6 spring community orchestra concerts
Some Seattle volunteer ensembles are winding down their seasons in the coming days.
Special to The Seattle Times
“I was very skeptical of working with nonprofessionals,” said Christophe Chagnard, music director of the all-volunteer Lake Union Civic Orchestra (LUCO), in a 2009 interview.
“But I was instantly struck by their intelligence and motivation. They are dedicated and passionate, with good musical skills. Together we explore the expressive potential of music.”
Chagnard, still in charge of LUCO, knows what he’s talking about when it comes to assessing the skill level of musicians, amateur or otherwise. The French-born conductor, a former instructor at Boston’s Berklee College of Music, is also co-founder of professional chamber music orchestra Northwest Sinfonietta.
Volunteer ensembles — or community orchestras — are often a mix of professional, nonprofessional and student musicians who simply want to make music for the love of it, while rising to a standard set by a talented music director.
Seattle has several of these orchestras, and a few of them are winding down their seasons in the coming days.
LUCO, founded in 1995, presents its annual Chamber Music Cabaret at 7:30 p.m. Saturday, May 3, at Town Hall Seattle. The event features small combos of LUCO musicians who select compositions to share. The program promises to be eclectic and a bit of a surprise. (luco.org).
The renowned Orchestra Seattle and the Seattle Chamber Singers (OSSCS) closes the inaugural season of new music director Clinton Smith with a typically thoughtful program at 7:30 p.m. on Saturday, May 10, called “Reflection and Wonder,” exploring themes of memory and questions of existence. Music is by Ives, Bach, Barber, Elgar and Fauré, and the location is the First Free Methodist Church on Queen Anne. (osscs.org)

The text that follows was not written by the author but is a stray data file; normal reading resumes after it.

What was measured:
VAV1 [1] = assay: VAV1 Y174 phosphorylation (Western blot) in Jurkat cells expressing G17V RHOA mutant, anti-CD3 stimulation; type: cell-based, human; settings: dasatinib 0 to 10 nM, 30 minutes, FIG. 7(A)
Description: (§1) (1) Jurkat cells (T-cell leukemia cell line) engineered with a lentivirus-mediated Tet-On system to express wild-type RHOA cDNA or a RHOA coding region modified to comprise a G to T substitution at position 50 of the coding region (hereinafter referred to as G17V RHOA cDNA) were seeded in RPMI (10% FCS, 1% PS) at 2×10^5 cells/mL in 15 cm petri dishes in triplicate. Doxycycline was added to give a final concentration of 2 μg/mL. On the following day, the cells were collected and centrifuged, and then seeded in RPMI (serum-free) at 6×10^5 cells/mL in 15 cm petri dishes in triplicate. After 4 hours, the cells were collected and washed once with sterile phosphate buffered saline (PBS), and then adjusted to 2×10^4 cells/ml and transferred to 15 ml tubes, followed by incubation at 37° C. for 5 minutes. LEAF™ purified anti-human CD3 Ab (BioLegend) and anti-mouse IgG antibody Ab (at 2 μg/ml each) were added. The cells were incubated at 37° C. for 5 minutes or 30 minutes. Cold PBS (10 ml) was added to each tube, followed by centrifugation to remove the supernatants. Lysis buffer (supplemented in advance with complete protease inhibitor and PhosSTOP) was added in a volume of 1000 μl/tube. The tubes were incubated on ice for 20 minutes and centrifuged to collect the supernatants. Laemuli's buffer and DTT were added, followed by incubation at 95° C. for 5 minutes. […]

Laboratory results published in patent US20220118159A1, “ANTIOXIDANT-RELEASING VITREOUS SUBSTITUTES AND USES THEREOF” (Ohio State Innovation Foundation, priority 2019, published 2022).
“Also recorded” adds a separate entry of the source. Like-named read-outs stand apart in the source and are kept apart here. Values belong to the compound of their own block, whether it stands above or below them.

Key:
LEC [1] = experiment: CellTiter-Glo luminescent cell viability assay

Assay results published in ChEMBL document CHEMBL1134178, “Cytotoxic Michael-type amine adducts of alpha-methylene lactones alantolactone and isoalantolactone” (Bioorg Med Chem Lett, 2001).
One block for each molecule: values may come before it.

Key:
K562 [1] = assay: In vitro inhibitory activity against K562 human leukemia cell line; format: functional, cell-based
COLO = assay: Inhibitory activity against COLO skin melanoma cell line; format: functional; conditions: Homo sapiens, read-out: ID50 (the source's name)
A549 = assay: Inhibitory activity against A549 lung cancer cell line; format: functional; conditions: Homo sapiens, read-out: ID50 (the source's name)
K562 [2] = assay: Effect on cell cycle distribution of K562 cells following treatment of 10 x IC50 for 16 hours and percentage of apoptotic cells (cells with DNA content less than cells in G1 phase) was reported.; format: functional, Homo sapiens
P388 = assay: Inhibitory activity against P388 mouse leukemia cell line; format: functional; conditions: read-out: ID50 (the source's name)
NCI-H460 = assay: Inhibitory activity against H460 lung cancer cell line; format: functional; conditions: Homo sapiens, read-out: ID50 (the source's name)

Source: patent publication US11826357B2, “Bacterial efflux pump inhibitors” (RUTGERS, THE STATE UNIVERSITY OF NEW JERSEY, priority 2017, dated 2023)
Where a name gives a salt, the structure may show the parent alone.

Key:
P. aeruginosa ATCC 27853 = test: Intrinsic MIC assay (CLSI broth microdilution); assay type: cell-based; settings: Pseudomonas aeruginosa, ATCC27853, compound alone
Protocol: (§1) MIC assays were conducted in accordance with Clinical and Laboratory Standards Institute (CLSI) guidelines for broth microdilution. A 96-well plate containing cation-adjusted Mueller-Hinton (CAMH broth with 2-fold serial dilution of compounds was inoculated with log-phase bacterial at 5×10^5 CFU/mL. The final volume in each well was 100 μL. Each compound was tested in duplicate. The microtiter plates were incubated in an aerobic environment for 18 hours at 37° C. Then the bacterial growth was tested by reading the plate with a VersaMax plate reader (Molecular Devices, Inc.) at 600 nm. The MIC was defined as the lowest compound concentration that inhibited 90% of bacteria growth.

The distinguished, 52-year-old Cascade Symphony Orchestra — Michael Miropolsky, music director — brings its season to an end with a performance at 7:30 p.m. Monday, May 12, at the lovely Edmonds Center for the Arts. Natalya Ageyeva, artistic director of the Russian Chamber Music Foundation of Seattle, will be piano soloist on Rachmaninoff’s Piano Concerto No. 3. Also on the bill is Prokofiev’s “Classical” Symphony and Wagner’s Overture to “Rienzi.” (cascadesymphony.org)
Puget Sound Symphony Orchestra, still directed by founder Alan Shen, closes out its 15th season with a spring concert at 7:30 p.m. Saturday, May 17, at Town Hall Seattle. The program includes Rossini’s “Overture to the Thieving Magpie,” Debussy’s “La Mer,” Gershwin’s Piano Concerto in F. Multi-award-winning pianist Sara Davis Buechner is guest soloist. (psso.org)
Seattle Festival Orchestra, under the leadership of music director Wesley Schulz, is also welcoming spring at 2 p.m. Saturday, May 17, at First Evangelical Presbyterian in Renton. The large orchestra will perform Keith Van Kirk’s “Heroic Overture,” Beethoven’s Piano Concerto No. 5 in E-flat major (Benjamin Salman, soloist), Verdi’s Overture to “Nabucco” and two pieces by Wagner. (seattlefestivalorchestra.org)
Looking ahead a bit, Rain City Symphony (founded as the Nathan Hale Night School Community Orchestra), conducted by Teresa Metzger Howe since 2003, presents a concert of Wagner, Rimsky-Korsakov and Sibelius at 7:30 p.m. Wednesday, June 11, at University Christian Church in Seattle. (raincitysymphony.org).
Tom Keogh: email@example.com